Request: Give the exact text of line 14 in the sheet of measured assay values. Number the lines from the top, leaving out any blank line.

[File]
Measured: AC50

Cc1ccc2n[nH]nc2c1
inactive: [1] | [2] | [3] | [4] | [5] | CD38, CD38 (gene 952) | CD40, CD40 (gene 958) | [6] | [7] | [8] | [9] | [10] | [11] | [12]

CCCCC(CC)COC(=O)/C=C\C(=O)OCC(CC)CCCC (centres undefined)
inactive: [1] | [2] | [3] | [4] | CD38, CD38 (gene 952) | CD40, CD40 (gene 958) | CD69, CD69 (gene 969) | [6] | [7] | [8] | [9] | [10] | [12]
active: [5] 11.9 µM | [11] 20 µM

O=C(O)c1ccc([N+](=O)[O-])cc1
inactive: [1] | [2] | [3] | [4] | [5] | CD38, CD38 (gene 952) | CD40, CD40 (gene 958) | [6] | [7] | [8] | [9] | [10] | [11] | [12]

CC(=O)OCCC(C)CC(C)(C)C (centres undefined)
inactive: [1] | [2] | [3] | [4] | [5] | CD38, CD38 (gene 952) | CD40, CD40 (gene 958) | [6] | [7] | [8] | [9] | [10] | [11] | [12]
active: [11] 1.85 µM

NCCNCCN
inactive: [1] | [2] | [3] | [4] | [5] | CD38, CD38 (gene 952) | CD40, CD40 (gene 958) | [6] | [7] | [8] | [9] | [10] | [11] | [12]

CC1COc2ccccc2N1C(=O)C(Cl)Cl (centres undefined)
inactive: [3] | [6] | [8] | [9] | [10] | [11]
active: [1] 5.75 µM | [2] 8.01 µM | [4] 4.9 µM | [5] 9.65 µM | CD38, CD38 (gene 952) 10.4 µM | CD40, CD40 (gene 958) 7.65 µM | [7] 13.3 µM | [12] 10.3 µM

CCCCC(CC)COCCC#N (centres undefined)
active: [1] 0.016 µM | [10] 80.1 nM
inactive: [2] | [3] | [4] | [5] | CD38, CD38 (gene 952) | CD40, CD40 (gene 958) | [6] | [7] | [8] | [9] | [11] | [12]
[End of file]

CC1COc2ccccc2N1C(=O)C(Cl)Cl (centres undefined)